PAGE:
« ZurückWeiter »
Pope. Since my old friend is grown so great,
As to be ininister of state,
That Craggs will be ashamed of Pope.
To grow the worse for growing greater,
Engraved on the Collar of a Dog, w hich I gave to his Royal High
I am his Highness' dog at Kew
Occasioned by an Invitation to Court.
In the lines that you sent are the
graces ; You've the nine in your wit, and the three in your
ON AN OLD GATE,
Erected in Chiswick Gardens.
O GATE, how camest thou here?
Batter'd with wind and weather,
Inigo Jones put me together. VoD. II
Sir Hans Sloane,
Let me alone :
What are the falling rills, the pendant shades,
VERSES LEFT BY MR. POPE,
I press'd the bed where Wilmot lay
Begets no numbers grave or gay.
Such thoughts as prompt the brave to lie,
Beneath a nobler roof—the sky,
Such flames as high in patriots burn,
Yet stoop to bless a child or wife ;
And such as wicked kings may mourn,
When freedom is more dear than life.
VERSES TO MR. C.
St. James's Place, London, October 22.
bew words are best; I wish you well:
Bethel, I'm told, will soon be here; Some morning-walks along the Mall,
And evening friends, will end the year.
The falling leaf and coming frost,
; For three whole days you here may rest,
From office, business, news, and strife; And (what most folks would think a jest)
Want nothing else, except your wife.
His saltem accumulem donis, et fungar inani munere !
ON CHARLES EARL OF DORSET,
In the Church of Withyam, in Sussex. Dorset, the grace of courts, the Muses' pride, Patron of arts, and judge of nature, died. The scourge of pride, though sanctified or great, Of fops in learning, and of knaves in state: Yet soft his nature, though severe his lay, His anger moral, and his wisdom gay. Bless'd satirist! who touch'd the mean so true, As show'd vice had his hate and pity too. Bless'd courtier ! who could king and country please, Yet sacred keep his friendships, and his ease. Bless'd peer! his great forefathers' every grace Reflecting, and reflected in his race; Where other Buckhursts, other Dorsets shine, And patrons still, or poets, deck the line.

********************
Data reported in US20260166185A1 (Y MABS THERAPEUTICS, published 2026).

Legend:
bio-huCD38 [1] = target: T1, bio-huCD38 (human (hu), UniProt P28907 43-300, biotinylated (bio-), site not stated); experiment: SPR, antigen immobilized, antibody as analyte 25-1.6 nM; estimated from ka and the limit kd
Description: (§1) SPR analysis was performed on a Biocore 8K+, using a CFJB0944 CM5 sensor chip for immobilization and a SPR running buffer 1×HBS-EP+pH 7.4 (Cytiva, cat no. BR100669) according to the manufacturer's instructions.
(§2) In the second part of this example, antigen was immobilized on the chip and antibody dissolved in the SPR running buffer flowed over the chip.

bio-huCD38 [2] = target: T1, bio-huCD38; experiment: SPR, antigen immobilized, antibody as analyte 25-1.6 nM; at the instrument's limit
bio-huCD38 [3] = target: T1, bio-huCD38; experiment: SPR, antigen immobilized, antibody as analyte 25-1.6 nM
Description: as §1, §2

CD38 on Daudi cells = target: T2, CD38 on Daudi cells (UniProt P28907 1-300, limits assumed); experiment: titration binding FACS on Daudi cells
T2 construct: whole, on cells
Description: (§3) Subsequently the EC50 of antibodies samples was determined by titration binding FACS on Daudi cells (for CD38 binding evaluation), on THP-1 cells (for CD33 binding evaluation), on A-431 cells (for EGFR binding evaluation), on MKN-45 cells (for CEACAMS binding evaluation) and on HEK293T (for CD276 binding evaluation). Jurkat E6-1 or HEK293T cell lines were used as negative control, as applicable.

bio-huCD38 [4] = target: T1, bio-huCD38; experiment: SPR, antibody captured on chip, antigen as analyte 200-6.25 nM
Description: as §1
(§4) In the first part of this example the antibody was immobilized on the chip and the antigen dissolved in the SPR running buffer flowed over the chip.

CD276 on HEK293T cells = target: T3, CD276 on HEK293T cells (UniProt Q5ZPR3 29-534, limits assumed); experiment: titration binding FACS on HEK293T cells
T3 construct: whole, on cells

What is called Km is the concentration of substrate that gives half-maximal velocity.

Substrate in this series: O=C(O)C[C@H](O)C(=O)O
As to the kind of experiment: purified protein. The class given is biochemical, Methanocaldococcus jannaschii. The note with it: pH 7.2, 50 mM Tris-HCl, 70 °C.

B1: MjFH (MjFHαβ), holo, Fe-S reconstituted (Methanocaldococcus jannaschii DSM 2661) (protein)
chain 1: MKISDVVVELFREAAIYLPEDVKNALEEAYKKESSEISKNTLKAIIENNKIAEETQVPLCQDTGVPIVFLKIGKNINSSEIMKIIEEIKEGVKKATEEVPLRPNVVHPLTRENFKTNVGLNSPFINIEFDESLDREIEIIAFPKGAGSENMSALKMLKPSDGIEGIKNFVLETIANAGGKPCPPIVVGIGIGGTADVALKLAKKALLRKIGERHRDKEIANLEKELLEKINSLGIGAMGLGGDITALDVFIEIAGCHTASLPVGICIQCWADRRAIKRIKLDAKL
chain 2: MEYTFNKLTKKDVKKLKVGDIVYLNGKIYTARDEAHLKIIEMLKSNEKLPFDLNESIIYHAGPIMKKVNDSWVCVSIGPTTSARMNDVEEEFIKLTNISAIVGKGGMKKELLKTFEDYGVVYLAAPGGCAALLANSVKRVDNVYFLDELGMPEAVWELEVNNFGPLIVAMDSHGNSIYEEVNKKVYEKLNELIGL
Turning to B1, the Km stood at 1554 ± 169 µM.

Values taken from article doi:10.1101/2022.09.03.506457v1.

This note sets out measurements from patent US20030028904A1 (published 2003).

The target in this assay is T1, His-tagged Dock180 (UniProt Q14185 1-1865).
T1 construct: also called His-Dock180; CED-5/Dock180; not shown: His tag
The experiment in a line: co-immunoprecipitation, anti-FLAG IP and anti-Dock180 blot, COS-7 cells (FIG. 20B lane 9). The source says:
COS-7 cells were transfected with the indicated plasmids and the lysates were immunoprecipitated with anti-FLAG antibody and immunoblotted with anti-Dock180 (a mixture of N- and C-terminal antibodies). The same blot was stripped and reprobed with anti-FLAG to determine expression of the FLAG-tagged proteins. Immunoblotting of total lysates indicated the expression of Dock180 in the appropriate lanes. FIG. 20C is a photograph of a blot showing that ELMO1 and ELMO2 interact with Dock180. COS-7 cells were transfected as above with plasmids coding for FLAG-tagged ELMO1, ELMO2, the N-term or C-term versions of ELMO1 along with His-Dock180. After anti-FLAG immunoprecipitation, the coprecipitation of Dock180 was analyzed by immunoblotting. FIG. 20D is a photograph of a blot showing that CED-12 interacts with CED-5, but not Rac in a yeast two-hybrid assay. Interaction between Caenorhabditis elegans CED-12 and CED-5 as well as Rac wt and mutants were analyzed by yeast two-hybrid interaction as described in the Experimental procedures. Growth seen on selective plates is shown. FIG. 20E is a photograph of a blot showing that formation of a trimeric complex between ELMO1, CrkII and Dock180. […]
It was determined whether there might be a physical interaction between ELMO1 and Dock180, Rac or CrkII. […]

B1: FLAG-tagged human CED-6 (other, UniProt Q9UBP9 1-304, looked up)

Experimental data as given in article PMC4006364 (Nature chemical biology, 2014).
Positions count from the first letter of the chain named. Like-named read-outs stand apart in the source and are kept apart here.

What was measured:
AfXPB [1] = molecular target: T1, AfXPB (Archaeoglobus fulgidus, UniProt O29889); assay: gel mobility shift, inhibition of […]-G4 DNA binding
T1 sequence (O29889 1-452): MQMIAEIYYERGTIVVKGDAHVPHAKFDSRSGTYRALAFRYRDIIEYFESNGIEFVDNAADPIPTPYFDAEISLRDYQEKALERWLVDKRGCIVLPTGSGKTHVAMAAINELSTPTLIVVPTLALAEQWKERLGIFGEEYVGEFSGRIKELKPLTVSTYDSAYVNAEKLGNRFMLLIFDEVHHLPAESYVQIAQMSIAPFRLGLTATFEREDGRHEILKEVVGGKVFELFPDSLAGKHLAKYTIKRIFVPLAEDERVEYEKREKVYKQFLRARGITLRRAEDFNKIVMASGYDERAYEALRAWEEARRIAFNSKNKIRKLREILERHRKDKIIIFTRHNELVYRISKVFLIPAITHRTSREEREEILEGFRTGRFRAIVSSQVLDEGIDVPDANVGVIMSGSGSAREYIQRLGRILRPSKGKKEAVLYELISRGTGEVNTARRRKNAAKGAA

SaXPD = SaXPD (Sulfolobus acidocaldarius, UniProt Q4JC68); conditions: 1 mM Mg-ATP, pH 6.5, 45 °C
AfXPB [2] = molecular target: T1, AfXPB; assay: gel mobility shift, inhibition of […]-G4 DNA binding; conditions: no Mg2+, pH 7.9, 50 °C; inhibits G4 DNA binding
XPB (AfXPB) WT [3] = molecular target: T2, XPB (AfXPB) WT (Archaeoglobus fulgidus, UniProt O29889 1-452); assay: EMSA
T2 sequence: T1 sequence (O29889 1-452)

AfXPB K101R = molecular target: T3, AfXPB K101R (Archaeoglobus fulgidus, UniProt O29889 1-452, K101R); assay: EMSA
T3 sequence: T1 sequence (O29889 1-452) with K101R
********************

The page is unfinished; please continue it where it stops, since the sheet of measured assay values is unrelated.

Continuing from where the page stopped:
ON SIR WILLIAM TRUMBULL,
One of the principal Secretaries of State to King William the ị Third, who, having resigned his place, died in his Retirement
at Easthamsted, in Berkshire, 1716.
A PLEASING form; a firm, yet cautious mind;
Fix'd to one side, but moderate to the rest :
ON THE HON. SIMON HARCOURT,
Only Son of the Lord Chancellor Harcourt, at the Church of Stan
ton-Harcourt, in Oxfordshire, 1720.
To this sad shrine, whoe'er thou art, draw near; Here lies the friend most loved, the son most dear; Who ne'er knew joy but friendship might divide, Or gave his father grief but when he died.
How vain is reason, eloquence how weak! If Pope must tell what Harcourt cannot speak. Oh let thy once-loved friend inscribe thy stone, And with a father's sorrows mix his own!